HCPLive Network

Insurance Authorization Doesn't Lengthen Psychiatric Emergency Stay

THURSDAY, April 25 (HealthDay News) -- For psychiatric patients, the requirement to obtain authorization from insurance companies prior to admission does not seem to add to the total time spent in emergency departments, according to a study published in the May issue of the Annals of Emergency Medicine.

Amy Funkenstein, MD, from Brown University, in Providence, RI, and colleagues examined whether the prior authorization requirement added to the overall length of a psychiatric patient's wait by tabulating the length of stay in the Cambridge Health Alliance psychiatric emergency department and amount of time spent obtaining authorization from the insurer. Data were collected for 53 patients who were mainly Caucasian and aged 7 to 68 years.

The researchers found that the average time from first contact with the insurance company to granting or denial of authorization was 38 minutes. Half of the authorization requests took less than 20 minutes to be approved, while 10 percent took an hour or more and one case took five hours. The median time spent in the emergency department was 8.5 hours.

"Our findings indicate that the need to obtain prior authorization does not add much time to the total time psychiatric patients spend in emergency departments," the authors write. "Furthermore, if the preauthorization process does help contain costs, it does so largely through a deterrent effect -- we call it 'rationing by hassle factor' -- given that in all but one case physician requests for authorization were granted."

Full Text

Copyright © 2013 HealthDay. All rights reserved.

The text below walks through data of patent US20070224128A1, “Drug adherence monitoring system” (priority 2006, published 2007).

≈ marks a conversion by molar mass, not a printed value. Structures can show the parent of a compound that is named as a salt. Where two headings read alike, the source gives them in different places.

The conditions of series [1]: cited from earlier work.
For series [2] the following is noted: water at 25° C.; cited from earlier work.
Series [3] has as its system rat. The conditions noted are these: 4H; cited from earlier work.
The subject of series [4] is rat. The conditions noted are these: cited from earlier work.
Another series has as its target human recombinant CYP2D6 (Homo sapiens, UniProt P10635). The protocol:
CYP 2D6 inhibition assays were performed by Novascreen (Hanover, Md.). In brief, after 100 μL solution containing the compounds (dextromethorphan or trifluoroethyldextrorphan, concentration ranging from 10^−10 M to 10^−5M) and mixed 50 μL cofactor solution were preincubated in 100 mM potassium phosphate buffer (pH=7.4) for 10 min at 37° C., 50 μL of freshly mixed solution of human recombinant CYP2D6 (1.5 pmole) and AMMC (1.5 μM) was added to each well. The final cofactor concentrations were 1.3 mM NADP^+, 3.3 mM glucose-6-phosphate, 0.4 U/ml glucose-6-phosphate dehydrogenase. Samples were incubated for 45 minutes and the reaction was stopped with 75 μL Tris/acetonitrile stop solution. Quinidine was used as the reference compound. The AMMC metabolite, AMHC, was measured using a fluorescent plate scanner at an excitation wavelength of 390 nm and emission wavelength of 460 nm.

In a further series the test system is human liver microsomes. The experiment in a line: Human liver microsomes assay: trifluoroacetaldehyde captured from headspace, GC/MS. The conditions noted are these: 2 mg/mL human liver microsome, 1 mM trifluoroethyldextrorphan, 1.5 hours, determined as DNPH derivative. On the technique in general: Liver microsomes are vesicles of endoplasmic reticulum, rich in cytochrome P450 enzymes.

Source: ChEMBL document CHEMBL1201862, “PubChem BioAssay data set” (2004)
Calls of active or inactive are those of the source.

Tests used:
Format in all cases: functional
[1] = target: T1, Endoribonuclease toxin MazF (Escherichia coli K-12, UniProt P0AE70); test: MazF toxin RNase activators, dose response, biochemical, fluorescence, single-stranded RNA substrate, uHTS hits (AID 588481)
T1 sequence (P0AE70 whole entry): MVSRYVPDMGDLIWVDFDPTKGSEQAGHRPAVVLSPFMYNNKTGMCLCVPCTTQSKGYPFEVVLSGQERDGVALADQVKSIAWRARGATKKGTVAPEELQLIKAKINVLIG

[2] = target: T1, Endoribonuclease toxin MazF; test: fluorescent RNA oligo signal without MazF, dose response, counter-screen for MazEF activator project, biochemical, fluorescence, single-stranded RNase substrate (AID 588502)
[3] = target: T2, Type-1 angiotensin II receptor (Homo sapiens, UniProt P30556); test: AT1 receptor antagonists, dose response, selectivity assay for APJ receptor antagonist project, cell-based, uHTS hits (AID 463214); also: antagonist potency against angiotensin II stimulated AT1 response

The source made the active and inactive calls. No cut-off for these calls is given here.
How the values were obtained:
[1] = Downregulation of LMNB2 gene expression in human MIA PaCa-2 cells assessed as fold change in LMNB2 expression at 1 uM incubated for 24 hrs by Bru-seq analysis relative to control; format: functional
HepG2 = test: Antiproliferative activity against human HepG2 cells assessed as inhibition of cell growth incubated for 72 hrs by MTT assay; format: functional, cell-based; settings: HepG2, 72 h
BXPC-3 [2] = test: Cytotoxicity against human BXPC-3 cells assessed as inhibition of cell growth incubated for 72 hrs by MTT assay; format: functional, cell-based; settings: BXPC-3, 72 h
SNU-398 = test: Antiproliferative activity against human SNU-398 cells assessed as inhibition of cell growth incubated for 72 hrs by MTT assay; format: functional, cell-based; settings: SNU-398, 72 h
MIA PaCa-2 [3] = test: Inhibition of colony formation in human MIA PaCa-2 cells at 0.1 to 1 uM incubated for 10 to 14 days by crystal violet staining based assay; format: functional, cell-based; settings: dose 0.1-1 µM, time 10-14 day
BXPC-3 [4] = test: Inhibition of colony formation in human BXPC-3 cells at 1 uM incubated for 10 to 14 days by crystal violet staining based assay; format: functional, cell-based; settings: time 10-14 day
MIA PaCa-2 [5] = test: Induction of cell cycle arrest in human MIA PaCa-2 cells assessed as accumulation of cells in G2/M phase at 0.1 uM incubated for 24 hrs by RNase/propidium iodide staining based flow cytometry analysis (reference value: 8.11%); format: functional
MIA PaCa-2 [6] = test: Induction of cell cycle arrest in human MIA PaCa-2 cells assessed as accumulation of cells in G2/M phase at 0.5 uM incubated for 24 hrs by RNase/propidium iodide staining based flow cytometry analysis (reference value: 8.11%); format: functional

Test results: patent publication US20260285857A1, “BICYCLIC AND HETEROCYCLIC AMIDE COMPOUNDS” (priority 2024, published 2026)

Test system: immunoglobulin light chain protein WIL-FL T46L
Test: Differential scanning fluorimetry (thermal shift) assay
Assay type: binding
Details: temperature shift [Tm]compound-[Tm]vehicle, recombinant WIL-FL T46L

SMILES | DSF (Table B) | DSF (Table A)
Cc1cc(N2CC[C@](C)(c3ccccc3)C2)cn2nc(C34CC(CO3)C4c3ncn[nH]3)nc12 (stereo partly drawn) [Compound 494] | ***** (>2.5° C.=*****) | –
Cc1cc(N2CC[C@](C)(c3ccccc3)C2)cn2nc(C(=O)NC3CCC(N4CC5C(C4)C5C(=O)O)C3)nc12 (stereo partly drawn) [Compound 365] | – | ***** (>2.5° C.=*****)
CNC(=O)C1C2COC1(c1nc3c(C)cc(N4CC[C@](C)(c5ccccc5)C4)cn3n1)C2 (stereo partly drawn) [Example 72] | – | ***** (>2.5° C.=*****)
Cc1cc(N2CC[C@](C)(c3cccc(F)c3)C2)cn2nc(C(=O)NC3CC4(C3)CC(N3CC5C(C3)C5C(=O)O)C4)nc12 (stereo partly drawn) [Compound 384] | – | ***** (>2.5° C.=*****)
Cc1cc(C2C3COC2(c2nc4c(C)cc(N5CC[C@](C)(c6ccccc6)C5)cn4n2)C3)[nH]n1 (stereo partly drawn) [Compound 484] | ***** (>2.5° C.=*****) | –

Further Reading
A patient at Texas Health Presbyterian Hospital has tested positive for the deadly virus.
Kevin Skole, MD is a board-certified gastroenterologist practicing in central New Jersey, part of the gastroenterology division of Princeton Healthcare Affiliated Physicians, a multi-specialty medical practice based out of the University Medical Center of Princeton at Plainsboro (see www.princetonhcs.org). He discusses the increased incidence, risk factors, and prevention of Clostridium Difficile (C. diff) infection.
There is a wide variety of evidence to support benefits of low-fat diets versus low carbohydrate diets and vice versa. As of today, no one can tell us with certainty whether the well-worn dictum "calories in calories out" is really true. The National Weight Control Registry data give us some confidence in recommending that to lose weight most people need to alter their diet to reduce calories, and need to exercise on a near-daily basis.
Cannabis users who acknowledge their problem and report withdrawal symptoms are likely to increase abstinence over a 12-month period, according to research published in the Journal of Addiction Medicine.
Device therapy eligibility requirements are underestimated using 2D echocardiography compared to cardiac magnetic resonance imaging, according to a study from the Netherlands Heart Journal.
Omega-3 supplementation can help reduce behavioral issues in adolescents who may be particularly prone to oxytocin receptor gene methylation.
High doses of fish oil supplements won't prevent recurrence of atrial fibrillation (AF), Canadian researchers report. The study, funded by the Canadian Institutes for Health Research and the Heart and Stroke Foundation of Quebec, was published in the Oct. 7 issue of the Journal of the American College of Cardiology.
More Reading